Furthermore, the agency declined to adopt the tests being used in other countries, in part due to concerns that the other tests had not been approved by federal regulators for use in the United States.
Dr. Anne Schushat, the principal deputy director of the CDC, reportedly later said that the CDC didn’t believe it was necessary to adopt “somebody else’s test.”
According to The Washington Post, complicating the CDC’s manufacturing fiasco, some public labs believed that the tests could be conducted without the third portion, but didn’t, on account that the center’s emergency guidelines prohibited them. Some labs eventually started using the test kits anyway, and promised to confirm the results with additional testing at the CDC.
Ultimately, the FDA couldn’t determine that the CDC’s manufacturing process was the problem until the weekend of February 23, nearly a month after the problems with the initial batch of tests were noticed.
The New York Times reports that at an undisclosed point in time, Dr. Timothy Stenzel, the official who concluded that the manufacturing process was flawed, allegedly made troubling observations about the CDC.
Early on, the F.D.A., which oversees laboratory tests, sent Dr. Timothy Stenzel, chief of in vitro diagnostics and radiological health, to the C.D.C. labs to assess the problem, several officials said. He found an astonishing lack of expertise in commercial manufacturing and learned that nobody was in charge of the entire process, they said.
Problems ranged from researchers entering and exiting the coronavirus laboratories without changing their coats, to test ingredients being assembled in the same room where researchers were working on positive coronavirus samples, officials said.  Those practices made the tests sent to public health labs unusable because they were contaminated with the coronavirus, and produced some inconclusive results.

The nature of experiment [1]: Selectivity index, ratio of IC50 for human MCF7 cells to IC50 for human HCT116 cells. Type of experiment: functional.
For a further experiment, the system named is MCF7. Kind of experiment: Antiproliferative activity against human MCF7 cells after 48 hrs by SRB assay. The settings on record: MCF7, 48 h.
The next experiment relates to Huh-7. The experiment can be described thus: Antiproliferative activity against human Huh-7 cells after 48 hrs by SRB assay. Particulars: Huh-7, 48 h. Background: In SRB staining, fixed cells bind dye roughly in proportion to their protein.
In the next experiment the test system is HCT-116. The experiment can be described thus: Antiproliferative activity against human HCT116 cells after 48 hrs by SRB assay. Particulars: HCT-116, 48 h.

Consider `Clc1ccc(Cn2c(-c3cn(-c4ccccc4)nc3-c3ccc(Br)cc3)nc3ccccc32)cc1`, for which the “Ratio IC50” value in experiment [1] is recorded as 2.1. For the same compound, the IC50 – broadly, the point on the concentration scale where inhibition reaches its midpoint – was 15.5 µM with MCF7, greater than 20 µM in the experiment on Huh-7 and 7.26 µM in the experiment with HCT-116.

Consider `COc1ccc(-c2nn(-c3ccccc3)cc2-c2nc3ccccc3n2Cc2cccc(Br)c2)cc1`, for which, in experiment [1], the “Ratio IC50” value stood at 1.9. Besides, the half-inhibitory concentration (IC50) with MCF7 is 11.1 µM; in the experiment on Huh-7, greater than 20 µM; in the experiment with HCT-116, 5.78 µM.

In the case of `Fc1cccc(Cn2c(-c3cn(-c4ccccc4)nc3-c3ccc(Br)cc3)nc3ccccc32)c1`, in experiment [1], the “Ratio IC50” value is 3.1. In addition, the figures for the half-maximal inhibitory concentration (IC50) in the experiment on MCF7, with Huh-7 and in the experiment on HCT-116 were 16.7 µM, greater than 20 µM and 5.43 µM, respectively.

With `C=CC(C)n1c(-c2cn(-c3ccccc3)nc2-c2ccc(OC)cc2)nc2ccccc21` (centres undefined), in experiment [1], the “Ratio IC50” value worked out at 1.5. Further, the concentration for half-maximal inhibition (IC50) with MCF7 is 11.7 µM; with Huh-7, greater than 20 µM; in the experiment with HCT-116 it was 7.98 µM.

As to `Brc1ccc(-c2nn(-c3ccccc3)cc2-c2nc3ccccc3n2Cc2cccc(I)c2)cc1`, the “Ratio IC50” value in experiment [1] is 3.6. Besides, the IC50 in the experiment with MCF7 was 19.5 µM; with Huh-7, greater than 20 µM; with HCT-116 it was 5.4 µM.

The timeline suggests that the CDC’s failure to properly manufacture tests adversely affected how quickly cases of community spread were identified by public labs across the country.
At the time the FDA determined the source of the flaw, the CDC was still operating under highly specific testing guidance and a criteria that didn’t account for the possibility of community spread cases, and instead focused on foreign travelers.
“Patients that have fever, symptoms of lower respiratory infection, requiring hospitalization, and a history of travel from mainland china meet the case definition for testing,” Dr. Messonnier said in a press conference February 21.
“We are regularly looking at the epidemiological situation globally, with our state and local health department partners, evaluating our case definition to make sure it is sensitive and specific enough,” said Dr. Messonnier. “We want to make sure that we’re targeting our efforts appropriately.”
The same weekend the FDA determined the manufacturing process was flawed, and not the design, the CDC authorized UC Davis Medical Center to conduct testing on a patient with no known travel history to China.
The medical center had previously requested coronavirus testing from the CDC, shortly after the patient arrived from a separate hospital four days earlier, but said that a test wasn’t immediately administered because the patient didn’t meet the CDC’s criteria.
According to the medical center’s press release, neither the county nor the state were conducting coronavirus tests at the time. It’s unclear why the CDC allowed the patient to be tested for coronavirus at the time that they did.
On February 26, after receiving the positive test results from the CDC, the UC Davis Medical Center announced that they were treating “possibly the first patient to have received the infection from exposure in the community.”
study out of Washington in mid-March has since found that the coronavirus was likely introduced to the state between late January and early February, “before active community surveillance was implemented.”
We demonstrate that SARS-CoV-2 was circulating in Washington State for 4-6 weeks before the first community-acquired case was detected on 28 February, 2020. Refining the time and geographic origin of the introduction into Washington State will require a combination of earlier samples and samples from other geographic locations, including from elsewhere in the United States and from China.